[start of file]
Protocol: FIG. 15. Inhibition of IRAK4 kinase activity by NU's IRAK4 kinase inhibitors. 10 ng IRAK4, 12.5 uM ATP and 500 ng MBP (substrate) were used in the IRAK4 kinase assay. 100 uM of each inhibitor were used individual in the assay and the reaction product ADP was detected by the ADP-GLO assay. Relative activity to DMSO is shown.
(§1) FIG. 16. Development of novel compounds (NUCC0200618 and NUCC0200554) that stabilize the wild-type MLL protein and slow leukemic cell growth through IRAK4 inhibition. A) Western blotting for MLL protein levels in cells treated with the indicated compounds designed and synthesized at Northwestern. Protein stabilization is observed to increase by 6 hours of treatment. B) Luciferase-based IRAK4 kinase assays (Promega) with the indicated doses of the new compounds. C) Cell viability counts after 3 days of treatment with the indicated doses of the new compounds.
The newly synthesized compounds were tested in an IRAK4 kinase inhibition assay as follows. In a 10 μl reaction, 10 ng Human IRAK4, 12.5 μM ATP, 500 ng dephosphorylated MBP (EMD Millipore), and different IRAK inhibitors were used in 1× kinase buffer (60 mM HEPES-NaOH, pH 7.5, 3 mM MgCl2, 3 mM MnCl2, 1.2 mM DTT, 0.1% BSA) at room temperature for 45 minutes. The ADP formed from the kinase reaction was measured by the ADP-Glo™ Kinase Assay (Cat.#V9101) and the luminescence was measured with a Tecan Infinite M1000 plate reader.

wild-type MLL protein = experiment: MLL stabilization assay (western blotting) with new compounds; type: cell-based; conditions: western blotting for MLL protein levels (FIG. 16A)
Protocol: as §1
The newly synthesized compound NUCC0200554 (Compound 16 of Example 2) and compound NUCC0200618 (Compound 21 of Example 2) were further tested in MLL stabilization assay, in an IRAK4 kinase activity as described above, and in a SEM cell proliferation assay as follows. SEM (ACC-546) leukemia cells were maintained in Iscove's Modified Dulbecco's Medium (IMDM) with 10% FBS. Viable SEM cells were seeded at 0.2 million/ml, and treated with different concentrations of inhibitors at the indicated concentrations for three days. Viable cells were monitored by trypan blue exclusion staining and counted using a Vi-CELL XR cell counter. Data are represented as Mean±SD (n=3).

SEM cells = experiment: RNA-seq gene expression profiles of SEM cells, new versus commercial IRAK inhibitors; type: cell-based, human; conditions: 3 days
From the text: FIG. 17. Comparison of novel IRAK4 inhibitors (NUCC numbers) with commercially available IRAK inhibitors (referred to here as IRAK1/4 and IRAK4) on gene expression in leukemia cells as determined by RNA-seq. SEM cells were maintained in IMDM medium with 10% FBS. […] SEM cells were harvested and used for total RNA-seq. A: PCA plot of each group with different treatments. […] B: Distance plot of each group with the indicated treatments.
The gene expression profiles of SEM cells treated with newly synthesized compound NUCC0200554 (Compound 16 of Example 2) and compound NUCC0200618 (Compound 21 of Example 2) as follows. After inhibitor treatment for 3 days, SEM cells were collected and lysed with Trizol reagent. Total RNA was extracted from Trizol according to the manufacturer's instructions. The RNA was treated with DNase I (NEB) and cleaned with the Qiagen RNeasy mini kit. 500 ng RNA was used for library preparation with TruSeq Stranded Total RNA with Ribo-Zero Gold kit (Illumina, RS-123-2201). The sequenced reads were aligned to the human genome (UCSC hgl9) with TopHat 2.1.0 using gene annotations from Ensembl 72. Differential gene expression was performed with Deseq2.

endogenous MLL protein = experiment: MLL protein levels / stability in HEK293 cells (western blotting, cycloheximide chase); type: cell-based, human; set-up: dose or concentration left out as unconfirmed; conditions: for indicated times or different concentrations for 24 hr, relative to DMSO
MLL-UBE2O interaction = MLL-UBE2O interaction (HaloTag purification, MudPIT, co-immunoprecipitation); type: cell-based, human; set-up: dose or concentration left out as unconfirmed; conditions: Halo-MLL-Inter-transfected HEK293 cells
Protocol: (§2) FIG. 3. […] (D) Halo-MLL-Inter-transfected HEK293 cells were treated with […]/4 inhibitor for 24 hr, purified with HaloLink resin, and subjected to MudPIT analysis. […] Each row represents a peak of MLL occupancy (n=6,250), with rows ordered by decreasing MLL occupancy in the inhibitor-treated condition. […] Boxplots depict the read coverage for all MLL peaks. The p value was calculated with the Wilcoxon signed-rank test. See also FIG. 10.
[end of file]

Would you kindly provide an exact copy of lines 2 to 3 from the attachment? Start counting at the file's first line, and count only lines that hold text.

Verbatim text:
(§1) FIG. 16. Development of novel compounds (NUCC0200618 and NUCC0200554) that stabilize the wild-type MLL protein and slow leukemic cell growth through IRAK4 inhibition. A) Western blotting for MLL protein levels in cells treated with the indicated compounds designed and synthesized at Northwestern. Protein stabilization is observed to increase by 6 hours of treatment. B) Luciferase-based IRAK4 kinase assays (Promega) with the indicated doses of the new compounds. C) Cell viability counts after 3 days of treatment with the indicated doses of the new compounds.
The newly synthesized compounds were tested in an IRAK4 kinase inhibition assay as follows. In a 10 μl reaction, 10 ng Human IRAK4, 12.5 μM ATP, 500 ng dephosphorylated MBP (EMD Millipore), and different IRAK inhibitors were used in 1× kinase buffer (60 mM HEPES-NaOH, pH 7.5, 3 mM MgCl2, 3 mM MnCl2, 1.2 mM DTT, 0.1% BSA) at room temperature for 45 minutes. The ADP formed from the kinase reaction was measured by the ADP-Glo™ Kinase Assay (Cat.#V9101) and the luminescence was measured with a Tecan Infinite M1000 plate reader.